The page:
For long periods of time (36 million years), this magmatism along an Andes-type margin produced volcanic centers up and down the Pacific coast.  Here in the North Cascades, greater uplift has allowed much of the volcanic rocks to erode away leaving only the plutonic roots (such as Dome Peak and parts of the Pickets).  Further to the south, generally south of Snoqualmie Pass (such as in the Ellensburg formation, the Ohanapecosh, and Stevens Ridge) many of these volcanic rocks remain in place at the surface and cover earlier material.   In the Ohanapecosh, andesites, rhyolites, and ash/mudflow material is nearly 10,000 ft thick in places and hides evidence of earlier rocks effectively from view.  Not all of the early volcanic centers are known, but some ancient calderas identified include Fife’s Peak which shows an explosive history of volcanism.
Mount St. Helens
Today we have many stratovolcanoes in the Cascades such as Rainer, Adams, Baker, and Glacier Peak.   These large and steep volcanoes have magma filled chambers and can spew ash, pyroclastic flows, and lava.  These differ from calderas left behind because calderas are the collapsed remains after magma chambers have been expended and can cover even larger areas.  Some volcanoes are more gentle sloped and have lava which flows more easily, with less explosive power, and are known as shield volcanoes.  Many of our volcanoes are active, others are dormant, and few are dead.  These volcanoes provide beauty and can provide rich soils, but are also hazardous to live near, especially when covered in glaciers which can liquefy into lahars during eruption events.  Ashfall and earthquakes are a more likely hazard here in the Methow today.  Monitoring of seismic activity helps us manage this risk today and hopefully we will not experience major eruptions in our lifetime. 

Magmas evolve and this evolution can be seen in the rocks produces at different times in the life of a volcano as well.  Early on, basalts and andesites are found from activity.  Later, silicas found in rock indicate a more explosive nature from the disgorging of more root rocks.  Less mafic mineral gradually become present and we begin to see more dacites and rhyolites.  The Methow volcanoes show high silica content and andesites, indicating an explosive past.  The silica rich felsic rocks are formed from a tight network of bonds under high pressure. 

Despite the large amount of volcanism in the Cascade episode, it pales in comparison to earlier ones.  Essentially it has been a chain of volcanoes up and down the coast, occasionally rising above the coastal plain.  Volcanic intrusions primarily are located at fault zones.  Magmatic activity seems to be correlated with a steepening of the subduction zone.  Uplift only recently changed the landscape 5-7 million years ago, giving birth to the rain shadow effects that we see today.  The uplifting that occurred also created a “fold” with the Olympic Mountains to the west, the Puget Trough forming the low spot, and The Cascades to the east.  This folding that occurred relatively recently is probably caused by resistance to the western movement of the North American plate at the subduction zone, and this explains the uplifting.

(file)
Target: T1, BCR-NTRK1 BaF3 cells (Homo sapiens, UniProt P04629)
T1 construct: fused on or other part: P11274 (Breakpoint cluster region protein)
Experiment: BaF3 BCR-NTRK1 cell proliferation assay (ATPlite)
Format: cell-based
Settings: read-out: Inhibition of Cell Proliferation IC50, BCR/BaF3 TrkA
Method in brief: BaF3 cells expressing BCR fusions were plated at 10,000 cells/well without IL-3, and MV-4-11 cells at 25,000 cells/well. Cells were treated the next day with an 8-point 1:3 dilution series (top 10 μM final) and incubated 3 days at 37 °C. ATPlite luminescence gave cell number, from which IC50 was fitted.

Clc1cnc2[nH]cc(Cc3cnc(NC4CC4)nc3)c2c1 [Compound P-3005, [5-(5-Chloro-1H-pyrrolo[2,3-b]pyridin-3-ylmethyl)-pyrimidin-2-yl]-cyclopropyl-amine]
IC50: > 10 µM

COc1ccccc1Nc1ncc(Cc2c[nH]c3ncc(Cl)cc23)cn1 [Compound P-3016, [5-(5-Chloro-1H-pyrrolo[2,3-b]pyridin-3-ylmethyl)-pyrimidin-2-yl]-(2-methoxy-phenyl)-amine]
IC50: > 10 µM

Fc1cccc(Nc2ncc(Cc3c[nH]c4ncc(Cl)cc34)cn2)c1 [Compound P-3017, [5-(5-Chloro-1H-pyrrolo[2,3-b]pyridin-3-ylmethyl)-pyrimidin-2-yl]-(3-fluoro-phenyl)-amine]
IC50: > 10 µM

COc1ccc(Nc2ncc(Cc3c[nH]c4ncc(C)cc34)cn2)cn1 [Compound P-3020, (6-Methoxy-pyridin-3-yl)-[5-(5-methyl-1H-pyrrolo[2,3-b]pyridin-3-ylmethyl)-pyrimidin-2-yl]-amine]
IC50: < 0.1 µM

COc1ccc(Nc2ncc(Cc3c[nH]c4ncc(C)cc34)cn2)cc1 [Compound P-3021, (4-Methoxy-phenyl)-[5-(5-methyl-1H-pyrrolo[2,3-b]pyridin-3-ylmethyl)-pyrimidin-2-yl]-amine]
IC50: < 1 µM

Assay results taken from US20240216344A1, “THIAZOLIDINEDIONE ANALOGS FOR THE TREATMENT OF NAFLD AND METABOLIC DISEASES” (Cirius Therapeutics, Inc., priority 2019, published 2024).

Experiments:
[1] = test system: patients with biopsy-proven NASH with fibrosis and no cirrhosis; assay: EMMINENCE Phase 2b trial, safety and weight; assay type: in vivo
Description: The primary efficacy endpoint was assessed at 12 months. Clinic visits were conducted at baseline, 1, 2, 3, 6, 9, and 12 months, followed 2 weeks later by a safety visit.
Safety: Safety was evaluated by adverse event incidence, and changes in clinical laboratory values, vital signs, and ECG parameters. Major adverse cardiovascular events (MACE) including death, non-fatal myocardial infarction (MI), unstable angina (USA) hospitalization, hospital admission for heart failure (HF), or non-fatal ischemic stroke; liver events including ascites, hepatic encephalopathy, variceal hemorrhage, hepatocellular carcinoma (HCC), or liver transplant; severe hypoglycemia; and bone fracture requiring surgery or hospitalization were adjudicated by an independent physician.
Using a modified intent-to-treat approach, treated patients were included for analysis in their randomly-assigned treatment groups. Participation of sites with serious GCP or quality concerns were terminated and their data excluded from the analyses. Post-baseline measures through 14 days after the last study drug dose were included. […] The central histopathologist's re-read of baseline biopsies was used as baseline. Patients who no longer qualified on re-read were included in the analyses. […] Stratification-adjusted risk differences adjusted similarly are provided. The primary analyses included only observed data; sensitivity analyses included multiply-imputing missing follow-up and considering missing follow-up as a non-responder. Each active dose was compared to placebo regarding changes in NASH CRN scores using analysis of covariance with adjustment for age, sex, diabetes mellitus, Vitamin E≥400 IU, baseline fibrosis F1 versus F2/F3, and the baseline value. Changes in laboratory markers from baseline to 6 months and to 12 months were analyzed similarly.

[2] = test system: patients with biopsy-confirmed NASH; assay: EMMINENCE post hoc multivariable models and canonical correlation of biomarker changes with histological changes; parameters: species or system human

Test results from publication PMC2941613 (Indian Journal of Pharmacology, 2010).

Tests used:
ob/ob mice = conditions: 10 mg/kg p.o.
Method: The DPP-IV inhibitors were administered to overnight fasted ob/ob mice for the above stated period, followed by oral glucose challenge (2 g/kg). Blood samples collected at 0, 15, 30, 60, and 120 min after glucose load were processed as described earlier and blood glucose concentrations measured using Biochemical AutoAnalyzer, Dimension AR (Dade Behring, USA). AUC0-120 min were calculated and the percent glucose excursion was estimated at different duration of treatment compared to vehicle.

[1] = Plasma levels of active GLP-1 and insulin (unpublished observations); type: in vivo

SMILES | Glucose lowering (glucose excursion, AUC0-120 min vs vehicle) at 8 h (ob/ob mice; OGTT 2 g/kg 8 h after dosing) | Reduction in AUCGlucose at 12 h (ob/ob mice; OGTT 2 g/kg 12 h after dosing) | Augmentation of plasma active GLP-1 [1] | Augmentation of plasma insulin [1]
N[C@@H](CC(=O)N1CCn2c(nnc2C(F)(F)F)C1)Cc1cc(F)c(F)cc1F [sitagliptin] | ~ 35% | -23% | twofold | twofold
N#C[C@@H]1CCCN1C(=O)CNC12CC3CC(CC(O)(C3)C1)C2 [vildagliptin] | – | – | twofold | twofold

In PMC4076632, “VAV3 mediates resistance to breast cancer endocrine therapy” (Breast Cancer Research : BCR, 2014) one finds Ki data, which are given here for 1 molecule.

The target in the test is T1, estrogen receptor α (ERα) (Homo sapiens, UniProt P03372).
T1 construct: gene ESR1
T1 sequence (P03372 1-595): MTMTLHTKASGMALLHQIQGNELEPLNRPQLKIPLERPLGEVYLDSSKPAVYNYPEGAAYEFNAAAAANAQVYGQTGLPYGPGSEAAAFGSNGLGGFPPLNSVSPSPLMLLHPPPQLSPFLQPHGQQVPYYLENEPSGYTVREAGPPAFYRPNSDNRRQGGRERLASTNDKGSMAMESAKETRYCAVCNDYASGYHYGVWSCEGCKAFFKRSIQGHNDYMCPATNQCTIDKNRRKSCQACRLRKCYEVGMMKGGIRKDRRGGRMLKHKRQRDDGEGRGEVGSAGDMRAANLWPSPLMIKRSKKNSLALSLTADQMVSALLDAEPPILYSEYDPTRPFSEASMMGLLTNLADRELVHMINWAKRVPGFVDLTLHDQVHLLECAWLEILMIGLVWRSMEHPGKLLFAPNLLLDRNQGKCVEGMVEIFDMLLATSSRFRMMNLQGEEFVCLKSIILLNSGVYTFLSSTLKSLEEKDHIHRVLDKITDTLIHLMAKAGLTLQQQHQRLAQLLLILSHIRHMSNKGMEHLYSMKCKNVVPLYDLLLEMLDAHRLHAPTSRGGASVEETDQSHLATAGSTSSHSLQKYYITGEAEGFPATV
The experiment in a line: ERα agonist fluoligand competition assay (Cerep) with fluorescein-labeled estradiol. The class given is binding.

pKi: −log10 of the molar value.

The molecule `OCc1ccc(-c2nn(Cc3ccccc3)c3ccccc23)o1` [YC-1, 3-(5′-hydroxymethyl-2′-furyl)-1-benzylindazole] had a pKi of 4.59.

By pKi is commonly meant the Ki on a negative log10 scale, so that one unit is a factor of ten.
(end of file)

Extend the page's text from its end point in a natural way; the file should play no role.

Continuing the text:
Basalt columns and terraces near Dry Falls.
The great basalt floods for which Eastern Washington is known also occurs during this period.  The Columbia River basalts in Washington and Oregon and the Chilcotin Plateau basalts of British Columbia are over 5000 feet thick in places and cover nearly all of the older geology with some 200,000 km3 of material.  Immense amounts of lava flowed through hundreds of dikes and spread out over the landscape all the way to the ocean.  This occurred many times, and the area originally covered is probably even more extensive than we realize due to erosion and uplifting of the Cascades, which occurred later.  Lava basalt flows such as these are usually seen at spreading centers between plates, or at hot spots where a mantle plume of magma extends through the crust.  The Yellowstone hot spot has left its mark across the North American plate as it moved to the west, and the timing seems right to attribute the Columbia basalt floods to it.  It also seems the North American plate covered a spreading center in California, and the consequent Nevada-Oregon rift zone lies in line with the Chief Joseph dike swarms where much of the lava appears to have originated.  So while still debated, the hot spot combined with a rifting zone provided the conditions for these floods.  The Ginkgo Petrified Forest near Vantage, WA contains logs that were once buried in mud and encased in the lava flows.  The species there tell of a time before the Cascades were uplifted, a time when arid conditions did not prevail.